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The terrorist threat 20 years on: should we be worried?


It is fair to say that the attacks 20 years ago on the Twin Towers in New York are one of the defining moments of modern history and exist as a key touchstone in the cultural zeitgeist. The actions of the terrorist group al-Qaeda illustrates the pinnacle of what an organised terror group could accomplish; one of the most devastating foreign attacks on American soil in memory, causing untold human loss as well as the demolition of an icon of the New York skyline. The absence of the Twin Towers can be felt when viewing media produced before 2001, where they are displayed proudly against the backdrop of arguably the most culturally significant city in America. The effects of this permeate even the current understanding of, and societal attitudes towards terrorism. Now, two decades later, the UK’s domestic intelligence and security agency MI5 is still dealing predominantly with terror threats, and recent activity in Afghanistan promises that this objective is unlikely to change. 

The director of MI5, Ken McCallum has stated that the Taliban’s takeover of Afghanistan had the potential to “embolden” terrorists and extremists in the UK. 

While he stipulates that the fall of Afghanistan to the Taliban will not cause any immediate change to the attitudes and methods of the UK’s own domestic terrorists, the Director General has said that it may act as a kind of “morale boost” for them. According to him, this may lead to these terrorists banding together to create “well-developed, sophisticated plots”.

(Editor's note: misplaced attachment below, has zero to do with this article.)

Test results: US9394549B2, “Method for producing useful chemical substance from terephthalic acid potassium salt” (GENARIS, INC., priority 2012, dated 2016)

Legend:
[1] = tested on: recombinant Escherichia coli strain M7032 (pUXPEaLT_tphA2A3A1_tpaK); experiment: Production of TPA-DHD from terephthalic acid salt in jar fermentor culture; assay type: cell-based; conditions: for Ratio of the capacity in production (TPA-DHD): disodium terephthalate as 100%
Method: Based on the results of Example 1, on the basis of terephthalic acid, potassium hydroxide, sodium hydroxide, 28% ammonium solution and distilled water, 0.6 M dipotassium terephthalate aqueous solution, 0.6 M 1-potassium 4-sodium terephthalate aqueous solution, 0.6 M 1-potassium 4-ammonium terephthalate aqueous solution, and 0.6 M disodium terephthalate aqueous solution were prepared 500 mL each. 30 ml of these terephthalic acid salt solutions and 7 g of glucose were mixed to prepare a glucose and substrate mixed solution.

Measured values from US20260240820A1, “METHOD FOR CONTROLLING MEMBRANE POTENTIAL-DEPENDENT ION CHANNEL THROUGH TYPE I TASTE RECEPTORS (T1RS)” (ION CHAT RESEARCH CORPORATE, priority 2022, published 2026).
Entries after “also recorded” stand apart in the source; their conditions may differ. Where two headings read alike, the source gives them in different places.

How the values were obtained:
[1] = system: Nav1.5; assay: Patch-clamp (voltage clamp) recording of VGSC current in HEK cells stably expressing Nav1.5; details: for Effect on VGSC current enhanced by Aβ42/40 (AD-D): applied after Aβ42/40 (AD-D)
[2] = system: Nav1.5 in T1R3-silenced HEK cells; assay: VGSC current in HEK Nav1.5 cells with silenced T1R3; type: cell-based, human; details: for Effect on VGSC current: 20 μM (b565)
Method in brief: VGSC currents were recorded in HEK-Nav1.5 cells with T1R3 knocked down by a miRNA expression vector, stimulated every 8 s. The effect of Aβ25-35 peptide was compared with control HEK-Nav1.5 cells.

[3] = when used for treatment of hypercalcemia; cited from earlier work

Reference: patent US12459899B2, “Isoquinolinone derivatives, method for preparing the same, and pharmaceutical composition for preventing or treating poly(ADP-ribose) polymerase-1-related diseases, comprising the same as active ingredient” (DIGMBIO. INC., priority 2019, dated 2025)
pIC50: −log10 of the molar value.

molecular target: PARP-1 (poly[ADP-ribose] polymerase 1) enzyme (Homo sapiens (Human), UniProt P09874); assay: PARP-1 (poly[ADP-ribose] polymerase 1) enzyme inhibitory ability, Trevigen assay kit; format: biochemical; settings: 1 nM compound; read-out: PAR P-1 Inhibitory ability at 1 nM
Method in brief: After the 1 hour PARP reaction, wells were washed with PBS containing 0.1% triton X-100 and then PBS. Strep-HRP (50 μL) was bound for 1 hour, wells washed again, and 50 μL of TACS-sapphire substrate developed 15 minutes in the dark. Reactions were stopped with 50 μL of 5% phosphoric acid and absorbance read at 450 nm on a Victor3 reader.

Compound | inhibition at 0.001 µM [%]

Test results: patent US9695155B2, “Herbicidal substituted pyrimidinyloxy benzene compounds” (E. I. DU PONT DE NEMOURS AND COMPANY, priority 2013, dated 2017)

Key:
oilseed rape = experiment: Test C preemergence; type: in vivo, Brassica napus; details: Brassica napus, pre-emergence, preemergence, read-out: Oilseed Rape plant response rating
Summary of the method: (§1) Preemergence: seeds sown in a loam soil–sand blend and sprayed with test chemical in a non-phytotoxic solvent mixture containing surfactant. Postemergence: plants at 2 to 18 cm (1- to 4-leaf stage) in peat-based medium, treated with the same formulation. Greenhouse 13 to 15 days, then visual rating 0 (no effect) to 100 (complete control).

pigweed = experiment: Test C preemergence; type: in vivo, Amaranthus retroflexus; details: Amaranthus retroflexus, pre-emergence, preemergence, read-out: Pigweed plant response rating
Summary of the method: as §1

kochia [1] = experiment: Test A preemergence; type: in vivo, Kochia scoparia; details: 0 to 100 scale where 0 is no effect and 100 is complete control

“There is no doubt that events in Afghanistan will have heartened and emboldened some of those extremists and so being vigilant to precisely those kinds of risks is what my organisation is focused on along with a range of other threats,” he said.

During the pandemic there were a total of six “late-stage” attack plots, all foiled, in the UK. These plots originated from both Islamic Extremist groups, as well as Extreme Right Wing Terror groups, the number attributed to the latter apparently “growing”.

McCallum has emphasised that acts of terror on a “smaller scale” by terror groups based in the UK, make up the largest threat needing to be dealt with by MI5. 

However, the threat of larger Terrorist organisations, such as al-Qaeda, directing and organising terror attacks on a larger scale is a threat which cannot be dismissed, or underestimated. 

“The big concern flowing from Afghanistan alongside the immediate inspirational effect is the risk that terrorists reconstitute and once again pose us more in the way of well-developed, sophisticated plots of the sort that we faced in 9/11 and the years thereafter,” Mr McCallum said.

There is debate over whether the Taliban can truly be classed as terrorist organisation, as opposed to a Deobandi Islamist religious-political movement and military organisation, and indeed the UK government has stated that they will judge the Taliban by their actions now that they are in power in Afghanistan. However, it is impossible to deny that their victory in Afghanistan has emboldened people who associate themselves with their views, even in extreme circumstances.